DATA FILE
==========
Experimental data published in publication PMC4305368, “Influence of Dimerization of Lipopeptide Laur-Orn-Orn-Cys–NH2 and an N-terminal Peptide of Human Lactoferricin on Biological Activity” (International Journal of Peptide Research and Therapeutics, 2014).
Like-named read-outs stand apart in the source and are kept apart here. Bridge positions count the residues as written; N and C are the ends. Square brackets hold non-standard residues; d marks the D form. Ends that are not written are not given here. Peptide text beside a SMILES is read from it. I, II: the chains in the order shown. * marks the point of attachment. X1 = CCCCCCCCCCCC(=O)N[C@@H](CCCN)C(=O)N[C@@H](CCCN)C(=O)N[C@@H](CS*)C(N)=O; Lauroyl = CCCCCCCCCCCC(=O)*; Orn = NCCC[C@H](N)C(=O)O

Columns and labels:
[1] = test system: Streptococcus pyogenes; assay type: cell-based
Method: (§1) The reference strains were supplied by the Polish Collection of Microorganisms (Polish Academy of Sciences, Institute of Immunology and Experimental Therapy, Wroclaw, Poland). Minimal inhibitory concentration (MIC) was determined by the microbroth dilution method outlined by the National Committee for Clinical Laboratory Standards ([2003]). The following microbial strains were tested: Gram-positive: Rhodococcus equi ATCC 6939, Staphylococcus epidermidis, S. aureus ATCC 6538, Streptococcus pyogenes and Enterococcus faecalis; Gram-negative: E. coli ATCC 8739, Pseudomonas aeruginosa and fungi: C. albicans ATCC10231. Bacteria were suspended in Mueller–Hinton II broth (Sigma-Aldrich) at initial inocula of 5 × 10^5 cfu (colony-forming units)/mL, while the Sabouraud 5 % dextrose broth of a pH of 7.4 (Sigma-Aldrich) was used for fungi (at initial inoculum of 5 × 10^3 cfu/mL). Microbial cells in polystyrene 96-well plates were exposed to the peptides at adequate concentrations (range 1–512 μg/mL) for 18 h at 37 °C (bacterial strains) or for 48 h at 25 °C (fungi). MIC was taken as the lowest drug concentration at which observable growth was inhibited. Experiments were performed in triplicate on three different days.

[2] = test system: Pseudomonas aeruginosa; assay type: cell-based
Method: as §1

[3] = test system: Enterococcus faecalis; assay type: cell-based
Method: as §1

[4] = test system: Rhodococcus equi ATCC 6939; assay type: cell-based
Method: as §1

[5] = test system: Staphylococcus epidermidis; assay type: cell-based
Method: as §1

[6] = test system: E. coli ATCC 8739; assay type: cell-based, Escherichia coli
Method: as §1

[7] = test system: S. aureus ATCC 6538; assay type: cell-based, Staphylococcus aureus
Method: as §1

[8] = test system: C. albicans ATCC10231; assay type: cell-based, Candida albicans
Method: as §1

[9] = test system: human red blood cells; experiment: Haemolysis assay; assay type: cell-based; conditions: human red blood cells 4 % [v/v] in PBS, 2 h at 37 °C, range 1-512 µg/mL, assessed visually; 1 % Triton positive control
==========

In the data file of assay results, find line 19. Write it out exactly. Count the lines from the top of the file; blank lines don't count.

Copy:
Method: as §1